As I attempt to write this next book I am constantly challenged by my sense of inadequacy, just as I have been with every previous similar endeavor. I am, quite frankly, not really up to the task. I lack the scholarship, the intellectual capacity, and the will to do the very hard work that attempting to at least partially overcome these deficiencies would require. I am an amateur. Yet I continue nevertheless. For the most part, this is because this is how I teach myself. The idea that any of what I write will be of genuine use to you the reader is secondary, if for no other reason than that even the best of writing would probably fail of that goal in any case. Perhaps I’ve set the bar too high, but I really don’t see much point in writing, except as pertains to one’s own edification, if it makes no real difference in the world.
Still, I believe I have something to contribute. Though I lack the courage to even peruse my own copy of ALL IS WELL IN THE GREAT MESS, I believe there are significant insights within it that might at least suggest new lines of inquiry among scholars and inspire my peers to pursue their own philosophy of life along similar, though necessarily divergent, lines.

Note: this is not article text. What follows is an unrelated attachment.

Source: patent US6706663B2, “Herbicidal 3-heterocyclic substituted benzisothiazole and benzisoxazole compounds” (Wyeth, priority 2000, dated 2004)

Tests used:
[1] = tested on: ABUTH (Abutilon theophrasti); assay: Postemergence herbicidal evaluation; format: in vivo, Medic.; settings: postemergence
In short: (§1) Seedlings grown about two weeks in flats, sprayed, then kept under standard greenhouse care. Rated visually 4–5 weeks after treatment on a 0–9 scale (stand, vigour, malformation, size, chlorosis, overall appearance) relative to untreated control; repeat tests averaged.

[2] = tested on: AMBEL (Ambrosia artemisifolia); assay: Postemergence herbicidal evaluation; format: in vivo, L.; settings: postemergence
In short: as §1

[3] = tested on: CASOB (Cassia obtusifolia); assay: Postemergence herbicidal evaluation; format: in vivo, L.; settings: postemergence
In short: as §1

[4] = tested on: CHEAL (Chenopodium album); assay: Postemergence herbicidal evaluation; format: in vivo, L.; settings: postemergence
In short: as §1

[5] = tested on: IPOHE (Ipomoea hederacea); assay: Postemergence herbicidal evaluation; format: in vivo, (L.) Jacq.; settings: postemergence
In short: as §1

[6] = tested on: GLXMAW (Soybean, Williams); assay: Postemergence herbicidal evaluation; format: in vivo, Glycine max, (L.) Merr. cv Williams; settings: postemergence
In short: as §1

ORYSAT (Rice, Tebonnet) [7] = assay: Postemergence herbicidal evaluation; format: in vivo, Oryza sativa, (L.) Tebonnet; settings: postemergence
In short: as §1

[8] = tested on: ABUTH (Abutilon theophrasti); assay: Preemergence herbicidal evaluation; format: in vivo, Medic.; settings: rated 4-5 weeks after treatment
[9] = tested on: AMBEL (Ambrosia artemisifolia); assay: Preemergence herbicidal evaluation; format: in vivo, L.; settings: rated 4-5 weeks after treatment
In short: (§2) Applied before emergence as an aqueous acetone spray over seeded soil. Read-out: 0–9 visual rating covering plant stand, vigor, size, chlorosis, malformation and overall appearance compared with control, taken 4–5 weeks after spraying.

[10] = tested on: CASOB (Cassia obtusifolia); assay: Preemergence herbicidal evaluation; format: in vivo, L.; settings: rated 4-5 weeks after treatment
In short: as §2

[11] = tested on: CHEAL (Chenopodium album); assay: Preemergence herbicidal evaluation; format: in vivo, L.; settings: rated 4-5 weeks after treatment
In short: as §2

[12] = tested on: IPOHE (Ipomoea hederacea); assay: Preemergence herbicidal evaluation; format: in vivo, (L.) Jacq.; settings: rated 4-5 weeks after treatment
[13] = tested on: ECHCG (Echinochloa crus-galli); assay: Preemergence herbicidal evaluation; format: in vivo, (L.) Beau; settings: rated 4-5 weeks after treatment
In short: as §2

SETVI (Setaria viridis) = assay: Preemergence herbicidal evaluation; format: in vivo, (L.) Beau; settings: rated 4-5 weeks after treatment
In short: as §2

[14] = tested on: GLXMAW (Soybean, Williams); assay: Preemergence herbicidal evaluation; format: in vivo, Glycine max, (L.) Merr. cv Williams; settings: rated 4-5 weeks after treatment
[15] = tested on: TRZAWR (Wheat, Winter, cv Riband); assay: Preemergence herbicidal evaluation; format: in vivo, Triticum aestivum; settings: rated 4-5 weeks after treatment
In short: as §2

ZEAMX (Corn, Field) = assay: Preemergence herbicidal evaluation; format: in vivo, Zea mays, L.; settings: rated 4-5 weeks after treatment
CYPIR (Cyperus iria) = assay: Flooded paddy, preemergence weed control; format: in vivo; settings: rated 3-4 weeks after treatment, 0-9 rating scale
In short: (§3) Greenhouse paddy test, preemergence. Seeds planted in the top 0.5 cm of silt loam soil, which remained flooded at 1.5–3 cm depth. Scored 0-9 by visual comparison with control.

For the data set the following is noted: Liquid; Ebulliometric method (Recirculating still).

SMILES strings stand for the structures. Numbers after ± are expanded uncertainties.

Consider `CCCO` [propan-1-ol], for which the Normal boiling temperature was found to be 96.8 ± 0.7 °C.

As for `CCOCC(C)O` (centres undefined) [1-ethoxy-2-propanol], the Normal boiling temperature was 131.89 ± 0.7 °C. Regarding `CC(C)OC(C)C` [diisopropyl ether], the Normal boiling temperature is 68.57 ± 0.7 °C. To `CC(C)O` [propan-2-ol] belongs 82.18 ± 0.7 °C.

I do find some encouragement in the madman Jieyu’s contributions to classical Chinese philosophy. He is twice mentioned in the Inner Chapters, first as one who relates a fantastic vision of a sage, and then as singing a derisive song to Confucius. In the first, his credulity becomes an occasion for a critique of its twin sister, incredulity—belief and disbelief being of the same genus and their transcendence being a matter of the spirit. The second is a parody of the story as it appears in the Analects (18:5) and criticizes Confucius for his political ambitions and the inflexibility of his path. We might profitably ask why his ridicule was included in the Analects, a book devoted to the exaltation of Confucius. We are told that it has to do with Confucius’ virtue of timeliness (which Zhuangzi disputes) and as a means to answering the criticisms of an emerging Daoist challenge. But whatever the specific reasons we find Jieyu here or in the Zhuangzi I would suggest that it is because even in his madness he had a contribution to make.
In a world where nothing can ever be fully and comprehensively understood–which amounts to not really being understood at all, even the stammerings of an amateur might have something helpful to say.